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Michigan PRAMS Successes

Information from the mothers who answer Michigan PRAMS is used to enhance our understanding of emerging health issues and track progress in improving the health of mothers and infants across Michigan. These findings help to develop laws and policies, strengthen public health programs, educate healthcare providers, and distribute resources. Every week, state, local, and non-profit programs use PRAMS data to:

  • Hear the real stories of Michigan's moms and babies and use these facts to take the guess work out of figuring out what kinds of challenges Michigan moms and babies face.
  • Decide how to best use money and resources to make the biggest positive impacts for Michigan's moms and babies.
  • Identify areas where new or changed laws, policies, or procedures may benefit Michigan's moms and babies.

Here are a few specific examples on how PRAMS has helped achieve better opportunities for health for Michigan's moms and babies.

Michigan PRAMS and...

tooth and toothbrushHealthy Teeth/Healthy Pregnancy

Having healthy teeth and gums may not be something many people associate with a healthy pregnancy. Researchers know that a pregnant woman who has dental problems is more likely to give birth to a low birthweight or preterm baby and that her baby is at a greater risk for having cavities when he/she is older. PRAMS data on dental problems and visits to the dentist during pregnancy informed During Pregnancy, the Mouth Matters: A Guide to Perinatal Oral Health which contains the guidelines Michigan doctors and dentists use to make sure pregnant women are receiving proper oral care.

breastfeeding motherThe Michigan Breastfeeding Coordinator

The State of Michigan 2016-2019 Infant Mortality Reduction Plan has nine different goals, all with the intent of promoting infant health and reducing infant deaths. Two of these nine infant mortality goals feature breastfeeding promotion and support. The benefits of breastfeeding are so numerous - especially with respect to promoting infant health and reducing infant mortality - that in 2016 Michigan created a new position to focus exclusively on supporting and promoting breastfeeding. Our new breastfeeding coordinators have been a tireless force for change and PRAMS data has been an integral tool in supporting their work.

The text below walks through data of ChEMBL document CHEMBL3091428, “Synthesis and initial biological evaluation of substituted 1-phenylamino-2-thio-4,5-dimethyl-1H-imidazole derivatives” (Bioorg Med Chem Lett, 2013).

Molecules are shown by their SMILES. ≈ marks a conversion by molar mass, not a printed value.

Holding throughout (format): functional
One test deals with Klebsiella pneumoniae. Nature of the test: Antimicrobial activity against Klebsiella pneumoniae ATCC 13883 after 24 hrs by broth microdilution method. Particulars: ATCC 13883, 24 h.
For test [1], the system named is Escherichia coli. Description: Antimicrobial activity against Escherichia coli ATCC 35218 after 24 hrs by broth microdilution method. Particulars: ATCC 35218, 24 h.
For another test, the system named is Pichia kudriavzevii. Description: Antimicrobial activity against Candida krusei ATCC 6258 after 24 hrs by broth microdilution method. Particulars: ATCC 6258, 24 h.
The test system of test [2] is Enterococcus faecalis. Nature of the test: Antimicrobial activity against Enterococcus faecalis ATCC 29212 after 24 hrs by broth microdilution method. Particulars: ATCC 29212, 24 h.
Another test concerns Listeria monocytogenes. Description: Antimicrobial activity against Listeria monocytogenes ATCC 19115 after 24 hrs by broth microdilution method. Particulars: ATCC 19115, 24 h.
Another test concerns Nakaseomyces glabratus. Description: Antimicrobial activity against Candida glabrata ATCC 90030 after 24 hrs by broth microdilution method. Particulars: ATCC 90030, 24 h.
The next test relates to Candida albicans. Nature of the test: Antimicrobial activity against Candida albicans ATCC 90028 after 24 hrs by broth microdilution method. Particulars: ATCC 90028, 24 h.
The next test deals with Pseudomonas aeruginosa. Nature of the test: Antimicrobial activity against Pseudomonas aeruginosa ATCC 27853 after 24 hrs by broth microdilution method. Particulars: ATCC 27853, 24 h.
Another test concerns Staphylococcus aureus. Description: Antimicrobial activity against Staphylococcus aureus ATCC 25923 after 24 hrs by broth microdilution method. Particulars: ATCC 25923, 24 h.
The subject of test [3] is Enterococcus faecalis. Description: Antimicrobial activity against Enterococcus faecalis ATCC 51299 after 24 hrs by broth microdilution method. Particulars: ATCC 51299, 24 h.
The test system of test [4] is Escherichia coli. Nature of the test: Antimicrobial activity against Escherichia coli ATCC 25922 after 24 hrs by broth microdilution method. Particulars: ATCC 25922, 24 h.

In 2017, Michigan PRAMS data was used to help inform the state breastfeeding work plan, help develop materials around the intersection of breastfeeding and safe sleep, assist programs in understanding how to help breastfeeding mothers adhere to safe sleep practices, and present successes in increasing breastfeeding rates.

baby crib  Preventing Sudden Unexpected Infant Deaths (SUIDs)

About three times a week in Michigan, a parent will experience the tragedy of placing their new infant down for a sleep from which he or she will never wake. The Centers for Disease Control and Prevention (CDC) Sudden Unexpected Infant Death (SUID) case registry tells us that from 2010-2015 there were 871 sleep-related infant deaths in Michigan, or a rate of 12.7 deaths per 10,000 live births each year.

In August 2016, Michigan PRAMS was asked to begin the most thorough examination of safe sleep related practices that the survey had ever undertaken. PRAMS is the only data source that lets us know how and where Michigan infants are placed for sleep and other factors that may affect SUIDs. The Infant Safe Sleep in Michigan: A Comprehensive Look at Sleep-Related Deaths report was drafted by Michigan Infant Safe Sleep program staff using the American Academy of Pediatrics' 2016 evidence-based recommendations for a safe infant sleep environment as the basis for Michigan's twelve-step plan to reduce sleep-related deaths in the coming years. PRAMS data helped the Michigan Safe Sleep Program decide on the 12 steps to include in the report.

Logo for Native American PRAMS SurveyNative American Maternal Health

Michigan's Great Lakes Inter-Tribal Epidemiology Center, the Inter-Tribal Council of Michigan, and the Michigan Department of Health and Human Services collaborated to execute the Native American PRAMS (NA PRAMS) survey in Michigan in 2012-2013. Data from this research project has been useful for:

  • Asabike Healthy Start, a program that provides in-home support for Michigan's Native American mothers, took data from the NA PRAMS survey, Michigan PRAMS survey, along with tribal Fetal and Infant Mortality Review (FIMR) data, and Healthy Start program data to help establish priority areas to focus its resources.
  • Creating the Native American PRAMS Infant Safe Sleep Report.


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